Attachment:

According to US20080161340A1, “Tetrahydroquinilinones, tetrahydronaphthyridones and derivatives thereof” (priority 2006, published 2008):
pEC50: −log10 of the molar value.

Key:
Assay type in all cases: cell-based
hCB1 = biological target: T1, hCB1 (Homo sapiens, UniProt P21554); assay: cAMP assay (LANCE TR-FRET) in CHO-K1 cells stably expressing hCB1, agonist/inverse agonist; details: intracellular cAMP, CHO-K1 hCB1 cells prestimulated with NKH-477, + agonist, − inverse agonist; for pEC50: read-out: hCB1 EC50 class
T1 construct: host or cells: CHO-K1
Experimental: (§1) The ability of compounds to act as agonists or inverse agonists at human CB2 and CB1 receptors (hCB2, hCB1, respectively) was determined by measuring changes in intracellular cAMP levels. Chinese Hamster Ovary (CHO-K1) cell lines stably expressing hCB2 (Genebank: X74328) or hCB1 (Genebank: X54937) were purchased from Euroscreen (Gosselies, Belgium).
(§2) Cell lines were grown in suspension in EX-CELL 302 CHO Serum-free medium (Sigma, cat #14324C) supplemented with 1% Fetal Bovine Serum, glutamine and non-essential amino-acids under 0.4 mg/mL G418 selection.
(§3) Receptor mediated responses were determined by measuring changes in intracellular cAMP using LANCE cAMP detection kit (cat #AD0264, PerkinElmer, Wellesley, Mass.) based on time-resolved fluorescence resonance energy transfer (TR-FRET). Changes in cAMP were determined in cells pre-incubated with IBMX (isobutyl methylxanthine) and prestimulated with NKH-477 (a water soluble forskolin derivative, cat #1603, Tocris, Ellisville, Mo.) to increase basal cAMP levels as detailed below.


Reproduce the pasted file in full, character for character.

According to US20080161340A1, “Tetrahydroquinilinones, tetrahydronaphthyridones and derivatives thereof” (priority 2006, published 2008):
pEC50: −log10 of the molar value.

Key:
Assay type in all cases: cell-based
hCB1 = biological target: T1, hCB1 (Homo sapiens, UniProt P21554); assay: cAMP assay (LANCE TR-FRET) in CHO-K1 cells stably expressing hCB1, agonist/inverse agonist; details: intracellular cAMP, CHO-K1 hCB1 cells prestimulated with NKH-477, + agonist, − inverse agonist; for pEC50: read-out: hCB1 EC50 class
T1 construct: host or cells: CHO-K1
Experimental: (§1) The ability of compounds to act as agonists or inverse agonists at human CB2 and CB1 receptors (hCB2, hCB1, respectively) was determined by measuring changes in intracellular cAMP levels. Chinese Hamster Ovary (CHO-K1) cell lines stably expressing hCB2 (Genebank: X74328) or hCB1 (Genebank: X54937) were purchased from Euroscreen (Gosselies, Belgium).
(§2) Cell lines were grown in suspension in EX-CELL 302 CHO Serum-free medium (Sigma, cat #14324C) supplemented with 1% Fetal Bovine Serum, glutamine and non-essential amino-acids under 0.4 mg/mL G418 selection.
(§3) Receptor mediated responses were determined by measuring changes in intracellular cAMP using LANCE cAMP detection kit (cat #AD0264, PerkinElmer, Wellesley, Mass.) based on time-resolved fluorescence resonance energy transfer (TR-FRET). Changes in cAMP were determined in cells pre-incubated with IBMX (isobutyl methylxanthine) and prestimulated with NKH-477 (a water soluble forskolin derivative, cat #1603, Tocris, Ellisville, Mo.) to increase basal cAMP levels as detailed below.